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you would be better off to just have had the glass cut to fit the tank; then put the hood on.
 

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Sorry, I just noticed this post.
Did you buy the glass from a glass company? If so check with them to make sure the glass can handle the heat of the bulb. I have heard many stories of glass hoods cracking from the heat of the bulb and the cold water splash due to airstones, pumps, and such in the tank. The glass company may also have some way to mount the glass since that is their business. The one near me gets pretty creative with their ideas on all the strange projects people bring in to them.
This is why lohachata's idea would probably work a little better. You could lay the glass on the top of the tank. You can even buy the hinges if you wanted to run it like newer tops. Then you could have a couple non heat transferring spacers made of whatever you think would keep any heat from the hood traveling to the glass. Also make sure it is non-flamable. And you should be off to a pretty good start. Then you can modify that setup as-needed if you notice it getting to warm or staying really cool from there.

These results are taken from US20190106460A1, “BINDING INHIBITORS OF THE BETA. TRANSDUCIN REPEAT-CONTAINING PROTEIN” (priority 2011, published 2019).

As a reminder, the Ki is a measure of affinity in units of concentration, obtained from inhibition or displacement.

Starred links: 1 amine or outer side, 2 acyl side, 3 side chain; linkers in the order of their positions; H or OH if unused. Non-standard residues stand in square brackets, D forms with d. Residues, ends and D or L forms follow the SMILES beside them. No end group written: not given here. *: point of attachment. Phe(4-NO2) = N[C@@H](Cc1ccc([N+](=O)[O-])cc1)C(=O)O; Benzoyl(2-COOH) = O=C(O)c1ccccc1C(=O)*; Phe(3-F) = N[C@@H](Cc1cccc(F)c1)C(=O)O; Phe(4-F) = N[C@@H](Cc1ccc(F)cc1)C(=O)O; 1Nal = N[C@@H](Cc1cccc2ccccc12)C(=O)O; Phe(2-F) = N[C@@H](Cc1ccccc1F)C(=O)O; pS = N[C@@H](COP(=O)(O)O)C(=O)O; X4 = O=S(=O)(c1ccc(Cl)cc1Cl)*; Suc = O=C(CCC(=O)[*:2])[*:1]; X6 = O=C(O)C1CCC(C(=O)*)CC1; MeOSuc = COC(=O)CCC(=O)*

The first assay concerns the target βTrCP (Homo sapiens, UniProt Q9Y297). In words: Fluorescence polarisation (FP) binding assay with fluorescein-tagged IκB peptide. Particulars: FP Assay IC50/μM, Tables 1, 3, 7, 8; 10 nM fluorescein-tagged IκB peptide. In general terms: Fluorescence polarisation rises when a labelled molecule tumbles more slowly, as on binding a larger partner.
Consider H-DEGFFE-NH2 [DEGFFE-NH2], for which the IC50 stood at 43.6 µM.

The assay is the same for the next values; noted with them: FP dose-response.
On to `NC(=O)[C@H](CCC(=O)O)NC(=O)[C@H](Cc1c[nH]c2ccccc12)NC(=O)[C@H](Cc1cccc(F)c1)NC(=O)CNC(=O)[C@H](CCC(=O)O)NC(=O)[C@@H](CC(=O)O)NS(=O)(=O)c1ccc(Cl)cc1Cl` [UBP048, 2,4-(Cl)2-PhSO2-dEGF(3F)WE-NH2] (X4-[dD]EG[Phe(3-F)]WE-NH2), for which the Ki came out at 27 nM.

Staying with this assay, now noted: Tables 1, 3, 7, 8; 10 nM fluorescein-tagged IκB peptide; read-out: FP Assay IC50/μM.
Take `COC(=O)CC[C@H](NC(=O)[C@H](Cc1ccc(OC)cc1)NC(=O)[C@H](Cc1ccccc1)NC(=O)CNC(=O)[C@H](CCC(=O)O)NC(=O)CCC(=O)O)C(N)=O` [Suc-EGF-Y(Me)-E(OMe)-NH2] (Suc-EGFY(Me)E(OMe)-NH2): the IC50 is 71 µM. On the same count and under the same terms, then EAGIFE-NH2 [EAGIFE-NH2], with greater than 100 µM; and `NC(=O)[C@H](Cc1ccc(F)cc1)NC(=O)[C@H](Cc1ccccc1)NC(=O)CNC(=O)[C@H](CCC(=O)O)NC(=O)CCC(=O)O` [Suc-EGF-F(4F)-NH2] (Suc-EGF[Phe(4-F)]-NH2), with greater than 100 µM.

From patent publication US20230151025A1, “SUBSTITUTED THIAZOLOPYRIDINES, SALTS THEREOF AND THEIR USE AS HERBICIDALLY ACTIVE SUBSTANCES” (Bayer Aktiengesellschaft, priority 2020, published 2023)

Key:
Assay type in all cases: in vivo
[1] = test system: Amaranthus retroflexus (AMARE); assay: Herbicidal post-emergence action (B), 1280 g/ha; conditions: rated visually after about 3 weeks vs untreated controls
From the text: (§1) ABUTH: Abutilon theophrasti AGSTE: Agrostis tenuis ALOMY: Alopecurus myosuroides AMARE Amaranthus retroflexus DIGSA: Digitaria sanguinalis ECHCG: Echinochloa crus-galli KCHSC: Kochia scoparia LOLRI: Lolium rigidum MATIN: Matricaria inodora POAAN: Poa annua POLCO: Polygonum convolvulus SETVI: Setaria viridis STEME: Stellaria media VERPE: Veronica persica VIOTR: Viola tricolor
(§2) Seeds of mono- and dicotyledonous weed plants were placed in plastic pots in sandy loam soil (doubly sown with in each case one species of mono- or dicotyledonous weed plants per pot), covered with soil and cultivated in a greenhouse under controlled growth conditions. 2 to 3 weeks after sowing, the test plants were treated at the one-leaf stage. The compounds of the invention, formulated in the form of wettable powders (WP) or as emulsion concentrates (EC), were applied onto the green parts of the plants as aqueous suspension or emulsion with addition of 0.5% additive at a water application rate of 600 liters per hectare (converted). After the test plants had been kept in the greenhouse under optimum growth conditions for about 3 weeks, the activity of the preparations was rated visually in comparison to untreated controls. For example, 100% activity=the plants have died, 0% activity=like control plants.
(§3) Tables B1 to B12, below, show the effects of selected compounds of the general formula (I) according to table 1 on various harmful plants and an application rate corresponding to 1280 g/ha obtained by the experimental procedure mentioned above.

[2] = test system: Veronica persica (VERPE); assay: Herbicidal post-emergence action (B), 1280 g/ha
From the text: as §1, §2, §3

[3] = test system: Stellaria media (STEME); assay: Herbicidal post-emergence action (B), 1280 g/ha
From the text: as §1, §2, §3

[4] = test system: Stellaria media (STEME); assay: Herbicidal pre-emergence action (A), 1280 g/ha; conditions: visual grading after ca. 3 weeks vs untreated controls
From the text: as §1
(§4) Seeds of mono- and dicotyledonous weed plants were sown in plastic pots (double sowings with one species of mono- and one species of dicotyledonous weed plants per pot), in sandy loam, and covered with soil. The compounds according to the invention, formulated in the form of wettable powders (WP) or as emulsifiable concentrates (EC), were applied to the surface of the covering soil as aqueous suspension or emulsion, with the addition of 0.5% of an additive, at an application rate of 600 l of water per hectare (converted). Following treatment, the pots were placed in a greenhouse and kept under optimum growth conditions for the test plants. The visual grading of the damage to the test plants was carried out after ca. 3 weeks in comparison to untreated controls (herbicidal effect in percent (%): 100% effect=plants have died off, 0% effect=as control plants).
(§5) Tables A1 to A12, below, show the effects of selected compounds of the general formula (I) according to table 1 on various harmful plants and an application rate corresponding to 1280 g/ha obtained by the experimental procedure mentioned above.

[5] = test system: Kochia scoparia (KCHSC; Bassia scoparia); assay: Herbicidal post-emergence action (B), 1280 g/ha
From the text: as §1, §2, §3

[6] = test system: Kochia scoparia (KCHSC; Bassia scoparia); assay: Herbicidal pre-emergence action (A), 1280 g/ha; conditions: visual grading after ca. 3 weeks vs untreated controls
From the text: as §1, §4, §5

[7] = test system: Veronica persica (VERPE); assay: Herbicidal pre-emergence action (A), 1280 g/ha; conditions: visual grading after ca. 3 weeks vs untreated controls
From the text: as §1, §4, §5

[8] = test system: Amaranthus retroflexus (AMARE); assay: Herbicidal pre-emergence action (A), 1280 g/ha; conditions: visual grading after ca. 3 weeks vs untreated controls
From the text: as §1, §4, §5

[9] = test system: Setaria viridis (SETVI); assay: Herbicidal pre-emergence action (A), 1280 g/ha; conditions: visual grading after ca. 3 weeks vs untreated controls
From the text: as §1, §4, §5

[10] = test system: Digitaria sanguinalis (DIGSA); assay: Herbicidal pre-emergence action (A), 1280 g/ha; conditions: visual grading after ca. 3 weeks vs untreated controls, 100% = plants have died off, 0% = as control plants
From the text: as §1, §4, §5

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The question: What should/can I do about ventilation?
I've read many reviews about how this retrofit puts off heat, and some people have added fans to their hood to keep it cool.
The hood is Stainless Steal so I believe it will get hot to the touch if the light generates enough heat.
The manufacturer of the retrofit (Current USA) states that the end cap is suppose to be water resistant.
vt (as well as other folks who have posted): please keep in mind that I have never attempted this specific retrofit but I believe the kit to which you refer has an external ballast.

I am lost here: Why all the worry about heat dissipation with an external ballast?


If I should just bite the antique bullet and cut/drill into the hood ...
Per previous posts and IMHO do not even "think about it"!


I am getting glass cut to fit over the light area to keep condensation from forming on the bulb and end cap.
vt: I guess that I am lost here also as I believed that a plastic cover for the light enclosure was provided with E2?

TR
 

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Discussion Starter #7
lohachata, the lips on the hood that keep it on the tank wont allow a full covering glass top. I actually bought one and had to return it. There are lips that go inside the tank on either side of the light area and a lip running along the front of the lid.

fish_doc,
I did get it from a glass co. I told them what it was for and he said the temp should be fine. I was just thinking of calling them up today to see what they would recommend to secure it. I hope they have some ideas!